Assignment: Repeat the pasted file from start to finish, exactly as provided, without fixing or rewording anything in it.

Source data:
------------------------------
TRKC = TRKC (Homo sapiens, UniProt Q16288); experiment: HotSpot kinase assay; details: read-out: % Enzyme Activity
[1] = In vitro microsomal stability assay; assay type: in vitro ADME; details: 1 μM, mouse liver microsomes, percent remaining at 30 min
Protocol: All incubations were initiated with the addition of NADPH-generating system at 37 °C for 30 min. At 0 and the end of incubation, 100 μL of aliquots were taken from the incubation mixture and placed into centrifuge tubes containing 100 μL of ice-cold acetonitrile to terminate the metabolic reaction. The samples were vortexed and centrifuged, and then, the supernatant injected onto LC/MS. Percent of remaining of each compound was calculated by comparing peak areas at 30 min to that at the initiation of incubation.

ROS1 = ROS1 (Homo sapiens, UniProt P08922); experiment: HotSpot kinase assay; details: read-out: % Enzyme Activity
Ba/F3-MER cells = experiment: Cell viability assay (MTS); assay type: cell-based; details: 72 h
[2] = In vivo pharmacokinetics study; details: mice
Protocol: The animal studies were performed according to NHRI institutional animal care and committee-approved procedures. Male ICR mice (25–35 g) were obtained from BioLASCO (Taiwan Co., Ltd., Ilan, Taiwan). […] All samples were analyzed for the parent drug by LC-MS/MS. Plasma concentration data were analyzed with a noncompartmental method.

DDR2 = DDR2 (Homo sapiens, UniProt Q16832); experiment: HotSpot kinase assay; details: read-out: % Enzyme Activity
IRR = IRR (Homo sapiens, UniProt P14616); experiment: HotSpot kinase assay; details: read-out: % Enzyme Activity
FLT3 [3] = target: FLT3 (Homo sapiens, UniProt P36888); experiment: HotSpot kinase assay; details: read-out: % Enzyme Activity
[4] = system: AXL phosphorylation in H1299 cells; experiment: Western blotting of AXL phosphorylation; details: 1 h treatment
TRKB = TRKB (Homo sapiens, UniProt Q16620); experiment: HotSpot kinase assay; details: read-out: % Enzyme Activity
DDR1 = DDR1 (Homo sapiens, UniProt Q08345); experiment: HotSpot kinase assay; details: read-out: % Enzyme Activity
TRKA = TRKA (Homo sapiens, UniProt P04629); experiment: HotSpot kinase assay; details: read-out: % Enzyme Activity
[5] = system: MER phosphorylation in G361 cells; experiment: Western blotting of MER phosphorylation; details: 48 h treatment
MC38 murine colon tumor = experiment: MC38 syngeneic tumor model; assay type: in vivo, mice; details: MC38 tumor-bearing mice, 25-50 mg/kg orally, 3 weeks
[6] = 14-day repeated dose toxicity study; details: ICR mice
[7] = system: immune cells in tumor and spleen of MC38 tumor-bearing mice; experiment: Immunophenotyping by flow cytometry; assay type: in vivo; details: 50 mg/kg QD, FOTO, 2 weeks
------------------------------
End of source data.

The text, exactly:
TRKC = TRKC (Homo sapiens, UniProt Q16288); experiment: HotSpot kinase assay; details: read-out: % Enzyme Activity
[1] = In vitro microsomal stability assay; assay type: in vitro ADME; details: 1 μM, mouse liver microsomes, percent remaining at 30 min
Protocol: All incubations were initiated with the addition of NADPH-generating system at 37 °C for 30 min. At 0 and the end of incubation, 100 μL of aliquots were taken from the incubation mixture and placed into centrifuge tubes containing 100 μL of ice-cold acetonitrile to terminate the metabolic reaction. The samples were vortexed and centrifuged, and then, the supernatant injected onto LC/MS. Percent of remaining of each compound was calculated by comparing peak areas at 30 min to that at the initiation of incubation.

ROS1 = ROS1 (Homo sapiens, UniProt P08922); experiment: HotSpot kinase assay; details: read-out: % Enzyme Activity
Ba/F3-MER cells = experiment: Cell viability assay (MTS); assay type: cell-based; details: 72 h
[2] = In vivo pharmacokinetics study; details: mice
Protocol: The animal studies were performed according to NHRI institutional animal care and committee-approved procedures. Male ICR mice (25–35 g) were obtained from BioLASCO (Taiwan Co., Ltd., Ilan, Taiwan). […] All samples were analyzed for the parent drug by LC-MS/MS. Plasma concentration data were analyzed with a noncompartmental method.

DDR2 = DDR2 (Homo sapiens, UniProt Q16832); experiment: HotSpot kinase assay; details: read-out: % Enzyme Activity
IRR = IRR (Homo sapiens, UniProt P14616); experiment: HotSpot kinase assay; details: read-out: % Enzyme Activity
FLT3 [3] = target: FLT3 (Homo sapiens, UniProt P36888); experiment: HotSpot kinase assay; details: read-out: % Enzyme Activity
[4] = system: AXL phosphorylation in H1299 cells; experiment: Western blotting of AXL phosphorylation; details: 1 h treatment
TRKB = TRKB (Homo sapiens, UniProt Q16620); experiment: HotSpot kinase assay; details: read-out: % Enzyme Activity
DDR1 = DDR1 (Homo sapiens, UniProt Q08345); experiment: HotSpot kinase assay; details: read-out: % Enzyme Activity
TRKA = TRKA (Homo sapiens, UniProt P04629); experiment: HotSpot kinase assay; details: read-out: % Enzyme Activity
[5] = system: MER phosphorylation in G361 cells; experiment: Western blotting of MER phosphorylation; details: 48 h treatment
MC38 murine colon tumor = experiment: MC38 syngeneic tumor model; assay type: in vivo, mice; details: MC38 tumor-bearing mice, 25-50 mg/kg orally, 3 weeks
[6] = 14-day repeated dose toxicity study; details: ICR mice
[7] = system: immune cells in tumor and spleen of MC38 tumor-bearing mice; experiment: Immunophenotyping by flow cytometry; assay type: in vivo; details: 50 mg/kg QD, FOTO, 2 weeks